Does marketing sway you to buy hormone-free food?

Connecting Gate to Plate Blog

Does marketing sway you to buy hormone-free food?

Do you enjoy the thought of hormones? As a woman, I don’t care for hormones dancing through my body. As a mom, I worry about my little girl developing early because of hormones. As a breeder of those pretty black and white dairy cows you see on food labels, I have great respect for hormones.

My respect for hormones comes from watching a favorite cow giving birth to a beautiful newborn 90-pound calf. It’s amazing to witness the reproductive cycle, from the breeding of a cow to the birthing of a calf. It takes education and experience to understand the special care a 1,500-pound cow requires during her pregnancy. Hormones allow all of that to happen—they make it possible to breed more cattle. The end result? More milk and meat for you.

That’s why hormones in food don’t freak me out. It’s different when you see hormones in action on a daily basis while working with plants and animals. If you or your friends have had fertility assistance in having a family, such as in vitro fertilization, you benefited from the extensive reproductive work done in bovines, as cattle reproductive systems are remarkably similar to humans. Yet there is this fear of hormones from milk.

While I was at a party at one of my friend’s homes, another mom proudly exclaimed, “I’m really careful to give my kids hormone-free food.”

I tried not to cringe, asking her as kindly as I could, “Do you really believe your food is healthier?”

“Well, the label says ‘hormone free.’” Then I asked her if the breast milk she had fed her kids when they were babies was hormone free.

“No way, not with all the hormones raging through my body,” was her immediate answer. The light went on . . . and all I had to say was, “Cows have those same hormones. They always have. All of your food has hormones in it, regardless of label claims.”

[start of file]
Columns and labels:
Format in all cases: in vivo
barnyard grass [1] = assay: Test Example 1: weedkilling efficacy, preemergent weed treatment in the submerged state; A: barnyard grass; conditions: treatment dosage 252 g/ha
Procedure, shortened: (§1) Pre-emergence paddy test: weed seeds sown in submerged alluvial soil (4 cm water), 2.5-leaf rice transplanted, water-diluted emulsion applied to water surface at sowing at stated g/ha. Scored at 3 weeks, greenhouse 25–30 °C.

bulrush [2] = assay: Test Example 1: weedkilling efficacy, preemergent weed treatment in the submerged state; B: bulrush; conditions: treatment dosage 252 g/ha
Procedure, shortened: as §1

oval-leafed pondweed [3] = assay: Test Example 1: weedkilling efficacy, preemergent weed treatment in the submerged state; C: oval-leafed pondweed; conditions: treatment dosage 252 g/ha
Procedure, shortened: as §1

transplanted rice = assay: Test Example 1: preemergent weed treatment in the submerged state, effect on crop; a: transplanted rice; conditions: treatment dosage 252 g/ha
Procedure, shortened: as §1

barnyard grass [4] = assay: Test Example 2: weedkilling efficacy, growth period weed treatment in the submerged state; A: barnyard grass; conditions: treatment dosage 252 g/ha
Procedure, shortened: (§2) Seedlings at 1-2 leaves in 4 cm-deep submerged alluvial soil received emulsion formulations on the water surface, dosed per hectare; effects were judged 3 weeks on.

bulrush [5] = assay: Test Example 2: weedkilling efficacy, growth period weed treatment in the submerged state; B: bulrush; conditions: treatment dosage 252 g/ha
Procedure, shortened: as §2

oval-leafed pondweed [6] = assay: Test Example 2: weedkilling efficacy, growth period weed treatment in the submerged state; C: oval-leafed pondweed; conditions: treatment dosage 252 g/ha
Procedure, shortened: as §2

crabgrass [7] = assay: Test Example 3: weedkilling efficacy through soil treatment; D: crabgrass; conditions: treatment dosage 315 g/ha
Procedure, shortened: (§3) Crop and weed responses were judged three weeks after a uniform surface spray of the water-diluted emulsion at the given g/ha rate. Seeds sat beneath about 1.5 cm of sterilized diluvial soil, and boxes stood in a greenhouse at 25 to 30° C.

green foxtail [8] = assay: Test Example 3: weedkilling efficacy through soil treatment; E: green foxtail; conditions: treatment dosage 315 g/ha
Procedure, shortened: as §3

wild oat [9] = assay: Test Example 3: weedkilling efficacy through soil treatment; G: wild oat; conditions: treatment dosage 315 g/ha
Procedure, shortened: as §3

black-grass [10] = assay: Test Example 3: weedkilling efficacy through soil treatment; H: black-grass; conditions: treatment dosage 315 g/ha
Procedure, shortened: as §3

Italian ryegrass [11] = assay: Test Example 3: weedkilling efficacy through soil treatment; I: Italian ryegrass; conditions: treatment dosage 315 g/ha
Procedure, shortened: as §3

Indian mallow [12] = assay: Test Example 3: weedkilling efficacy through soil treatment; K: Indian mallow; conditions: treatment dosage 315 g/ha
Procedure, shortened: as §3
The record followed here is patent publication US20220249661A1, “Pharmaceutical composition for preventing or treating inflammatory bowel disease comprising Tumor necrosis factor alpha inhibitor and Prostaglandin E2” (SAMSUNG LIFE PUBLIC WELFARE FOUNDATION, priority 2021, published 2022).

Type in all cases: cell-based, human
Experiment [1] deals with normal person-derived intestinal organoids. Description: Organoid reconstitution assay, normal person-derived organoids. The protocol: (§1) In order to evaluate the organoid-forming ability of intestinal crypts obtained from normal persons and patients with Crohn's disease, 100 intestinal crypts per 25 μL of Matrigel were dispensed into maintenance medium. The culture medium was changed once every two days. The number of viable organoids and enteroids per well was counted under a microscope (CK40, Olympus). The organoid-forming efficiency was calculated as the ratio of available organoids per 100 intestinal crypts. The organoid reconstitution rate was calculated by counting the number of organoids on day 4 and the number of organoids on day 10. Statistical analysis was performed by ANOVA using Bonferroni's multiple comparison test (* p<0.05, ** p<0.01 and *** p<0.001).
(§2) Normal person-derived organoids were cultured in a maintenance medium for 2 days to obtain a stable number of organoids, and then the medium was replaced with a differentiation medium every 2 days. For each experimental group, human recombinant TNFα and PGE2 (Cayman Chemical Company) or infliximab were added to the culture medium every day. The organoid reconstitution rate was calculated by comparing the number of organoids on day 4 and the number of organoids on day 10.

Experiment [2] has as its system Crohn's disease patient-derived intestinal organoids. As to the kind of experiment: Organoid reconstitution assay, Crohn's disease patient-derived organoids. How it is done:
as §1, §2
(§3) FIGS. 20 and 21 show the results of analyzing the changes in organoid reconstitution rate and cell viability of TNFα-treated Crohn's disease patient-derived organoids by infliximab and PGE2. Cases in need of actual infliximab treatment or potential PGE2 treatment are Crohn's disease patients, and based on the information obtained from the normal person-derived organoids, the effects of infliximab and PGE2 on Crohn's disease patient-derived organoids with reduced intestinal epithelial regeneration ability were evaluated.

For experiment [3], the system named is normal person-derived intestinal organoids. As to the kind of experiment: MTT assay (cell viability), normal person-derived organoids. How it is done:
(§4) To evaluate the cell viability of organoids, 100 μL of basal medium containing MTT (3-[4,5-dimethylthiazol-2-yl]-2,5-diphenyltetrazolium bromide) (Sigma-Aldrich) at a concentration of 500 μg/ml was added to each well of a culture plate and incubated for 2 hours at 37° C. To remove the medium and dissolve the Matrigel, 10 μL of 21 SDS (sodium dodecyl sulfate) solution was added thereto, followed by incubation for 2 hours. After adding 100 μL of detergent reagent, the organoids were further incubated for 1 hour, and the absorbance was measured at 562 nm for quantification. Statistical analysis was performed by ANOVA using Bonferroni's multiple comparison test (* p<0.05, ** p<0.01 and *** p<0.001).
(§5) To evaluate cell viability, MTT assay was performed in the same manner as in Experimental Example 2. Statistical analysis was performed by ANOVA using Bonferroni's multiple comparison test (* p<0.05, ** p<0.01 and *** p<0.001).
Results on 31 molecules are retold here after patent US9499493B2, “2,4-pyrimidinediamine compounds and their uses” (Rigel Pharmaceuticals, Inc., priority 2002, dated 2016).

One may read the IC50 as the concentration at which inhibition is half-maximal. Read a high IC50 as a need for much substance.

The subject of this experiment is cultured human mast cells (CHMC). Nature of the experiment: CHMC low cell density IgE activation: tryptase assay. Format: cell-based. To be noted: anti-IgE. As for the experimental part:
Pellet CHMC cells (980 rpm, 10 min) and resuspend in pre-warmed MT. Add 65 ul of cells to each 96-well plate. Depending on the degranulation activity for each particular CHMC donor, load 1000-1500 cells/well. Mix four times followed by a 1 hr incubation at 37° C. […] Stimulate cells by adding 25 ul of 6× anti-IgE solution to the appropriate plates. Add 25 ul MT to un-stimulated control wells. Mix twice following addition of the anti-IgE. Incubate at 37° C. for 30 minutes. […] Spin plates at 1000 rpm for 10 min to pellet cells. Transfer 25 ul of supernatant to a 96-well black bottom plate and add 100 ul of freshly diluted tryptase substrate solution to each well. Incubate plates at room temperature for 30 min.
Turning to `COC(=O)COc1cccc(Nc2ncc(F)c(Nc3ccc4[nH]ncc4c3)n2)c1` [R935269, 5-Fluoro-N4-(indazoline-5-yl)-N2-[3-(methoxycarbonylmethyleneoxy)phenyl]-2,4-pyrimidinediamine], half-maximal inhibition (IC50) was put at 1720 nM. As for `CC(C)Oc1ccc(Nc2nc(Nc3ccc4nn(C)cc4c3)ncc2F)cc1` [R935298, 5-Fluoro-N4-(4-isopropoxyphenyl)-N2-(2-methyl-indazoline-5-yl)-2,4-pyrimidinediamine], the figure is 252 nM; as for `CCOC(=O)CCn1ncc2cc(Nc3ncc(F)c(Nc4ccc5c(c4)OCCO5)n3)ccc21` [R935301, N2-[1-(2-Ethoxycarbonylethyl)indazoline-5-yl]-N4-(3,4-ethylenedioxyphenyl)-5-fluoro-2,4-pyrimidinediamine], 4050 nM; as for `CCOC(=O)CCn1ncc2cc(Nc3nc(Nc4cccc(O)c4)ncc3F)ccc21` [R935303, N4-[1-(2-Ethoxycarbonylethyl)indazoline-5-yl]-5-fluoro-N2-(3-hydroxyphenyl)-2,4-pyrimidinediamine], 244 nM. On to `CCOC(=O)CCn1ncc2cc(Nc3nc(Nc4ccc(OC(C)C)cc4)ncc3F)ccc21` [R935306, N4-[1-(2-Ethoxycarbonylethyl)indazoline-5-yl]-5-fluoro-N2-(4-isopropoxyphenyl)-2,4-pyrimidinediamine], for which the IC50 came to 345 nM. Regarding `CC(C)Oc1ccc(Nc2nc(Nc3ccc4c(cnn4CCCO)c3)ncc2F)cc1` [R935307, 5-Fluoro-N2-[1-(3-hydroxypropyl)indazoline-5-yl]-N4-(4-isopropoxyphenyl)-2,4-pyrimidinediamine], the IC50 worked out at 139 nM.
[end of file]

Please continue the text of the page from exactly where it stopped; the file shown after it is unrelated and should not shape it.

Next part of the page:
Hormones are a natural part of our world—they are required for living. Merriam- Webster defines hormone as a product of living cells that circulates in body fluids (as blood) or sap and produces a specific, often stimulatory, effect on the activity of cells, usually remote from its point of origin.

In other words, hormones are required for life. Yet hormones have become akin to a nasty four-letter word in food. Why? They exist in every plant and animal you eat. Minerals like salt are the exception. You are consuming hormones at every meal unless you have a salt lollipop.

It’s a fascinating marketing case study to look at how fear is used to scare people into changing their food purchases. The hysteria around “hormones in dairy products” is a prime example. Labels are often used to convey a claim to alter the perception of the product in order for the manufacturer and retailer to sell more or sell at a higher price.

Food labels claiming “hormone free” are lies. All milk has hormones in it; it always has. It always will or it would not exist. Do not let marketing hysteria sway you otherwise.

Read more at  Food Truths to Farm to Table and take a trip around the grocery store to be armed with 25 truths you urgently need to know about food so you can shop without guilt, confusion, or judgment. Learn the truths so you can recognize marketing and move on. A new book, Food Bullying, is expected late 2019.

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